Note: This will only work on Professional editions of Windows XP, Vista, and Windows 7.
Unwanted files and folders have been plaguing PC users since the first computers were made. And, it goes beyond operating systems.
Whether you’re using Windows, Linux or a have a Mac, excess files will always clutter your computer and consume precious hard drive space.
Every time you install a program, surf the web or use an application, new files and folders are created on your computer. Some are created by you and are useful, but many others are temporary files, copies of files or files that are obsolete.
Sure, you could delete them manually, but they would just end up in the Recycle Bin. Then, you’d have to delete them all over again, only to start over the next day.
It’s a problem that, so far, has no solution. However, there is a way to lessen the impact this problem has on your time.
Just let Windows handle the cleanup process automatically.
Despite the huge number of programs promising to rid your computer of unwanted files, you don’t need to use any third party cleanup software.
Windows has its own cleanup utility that will do a better job at cleaning your computer of excess files and folders. Moreover, it will not bother you with adware or toolbars.
Using the Disk Cleanup Tool integrated in Windows and the Local Group Policy Editor, you can create an automated command to empty the Recycle Bin and delete temporary files and other unwanted files from your computer at each shutdown.
I’ll show you how, in the next steps.
First, we need to access the Disk Cleanup Tool.
Go to the Start Menu and click on the Run command, situated above the Turn off Computer button (or the search field in Vista and 7).
Then type the command cleanmgr /sageset:1 in the Open box and click the OK button.
Note: To access the Disk Cleanup Tool in Windows Vista and Windows 7 you must log in with an administrator account.
In the Disk Cleanup Settings window, check all the items on the list and click OK.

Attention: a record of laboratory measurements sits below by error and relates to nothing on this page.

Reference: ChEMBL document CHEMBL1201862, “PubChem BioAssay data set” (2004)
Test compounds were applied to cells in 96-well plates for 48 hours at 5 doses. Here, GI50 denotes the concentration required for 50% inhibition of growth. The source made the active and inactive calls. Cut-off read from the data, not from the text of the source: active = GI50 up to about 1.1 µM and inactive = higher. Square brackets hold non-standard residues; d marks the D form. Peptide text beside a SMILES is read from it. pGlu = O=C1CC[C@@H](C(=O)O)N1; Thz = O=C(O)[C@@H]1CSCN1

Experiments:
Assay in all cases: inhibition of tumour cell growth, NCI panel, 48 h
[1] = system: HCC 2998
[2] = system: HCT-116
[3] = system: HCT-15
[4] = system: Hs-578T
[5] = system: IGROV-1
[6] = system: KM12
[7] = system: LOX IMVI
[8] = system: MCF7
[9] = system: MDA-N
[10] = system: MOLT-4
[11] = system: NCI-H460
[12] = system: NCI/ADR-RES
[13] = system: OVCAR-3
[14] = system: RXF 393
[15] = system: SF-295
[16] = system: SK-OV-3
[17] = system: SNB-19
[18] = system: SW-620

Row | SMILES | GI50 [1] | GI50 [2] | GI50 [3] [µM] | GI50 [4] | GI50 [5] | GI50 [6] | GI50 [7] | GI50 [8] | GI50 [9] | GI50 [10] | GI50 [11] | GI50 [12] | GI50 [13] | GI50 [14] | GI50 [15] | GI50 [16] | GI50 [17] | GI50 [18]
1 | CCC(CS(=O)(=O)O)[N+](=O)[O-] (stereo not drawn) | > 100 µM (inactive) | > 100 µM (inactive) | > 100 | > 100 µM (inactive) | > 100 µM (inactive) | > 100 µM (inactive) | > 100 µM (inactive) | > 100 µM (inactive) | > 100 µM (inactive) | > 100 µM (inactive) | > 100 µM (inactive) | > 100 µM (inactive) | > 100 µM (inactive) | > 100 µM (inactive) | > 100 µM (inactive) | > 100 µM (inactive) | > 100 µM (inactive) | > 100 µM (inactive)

Now, we need to open the Local Group Policy Editor.
Go to the Start Menu and click on the Run command, situated above the Turn off Computer button. Then type the command gpedit.msc in the Open box (or the search field in Vista and 7) and click the OK button.
Note: To access the Local Group Policy Editor in Windows Vista and Windows 7 you must log in with an administrator account.
The Local Group Policy Editor will now open.
On the left side of the window, under User Configuration, double-click the Windows Settings folder.
Then, under Windows Settings, click on Scripts (Logon/Logoff).
On the right side of the window, double-click the Logoff option.
In the Logoff Properties window, click the Show Files… button.
This will open the Logoff folder. We need to create a command file in this folder that will run automatically at every system shutdown.
Before we create the file, we need to go into the advanced folder options and make Windows show file extensions.
Still in the Logoff folder, click on Tools (located in the top left). Then click on Folder Options…, from the menu.
In the Folder Options window, click on the View tab. Uncheck the Hide extensions for known file types box and click OK.
Back in the Logoff folder, right-click on an empty spot and from the menu choose New and then click on Text Document.
Name this new file Cleanup.cmd, press the Enter key and click Yes.
Note: Make sure the file has the .cmd extension (cog icon) and not the .txt extension (notepad icon).
Now, right-click on the Cleanup.cmd file and choose Edit from the menu. This will open the file in Notepad.
Next, type cleanmgr /sagerun:1 and press Ctrl + S from the keyboard to save the file.
Close the Cleanup.cmd file and the Logoff folder and go back to the Logoff Properties window (follow the steps above if it’s closed).
Next, click the Add… button, then click the Browse… button, in the Add a Script window.
Now, click on the Cleanup.cmd file, click Open and then OK.
In the Logoff Properties window, click OK and exit the Local Group Policy Editor.
That’s it! You’re done.
Now each time you shutdown the computer, the Disk Cleanup Tool will start to remove any temporary files and empty the Recycle Bin.
Note: If you use Windows Vista or Windows 7, the User Account Control security feature could block the script from running. As such, the Cleanup script might ask you to enter an administrator password to continue or it might not work at all. One solution would be to change the User Account Control options to a lower setting and allow the script to run.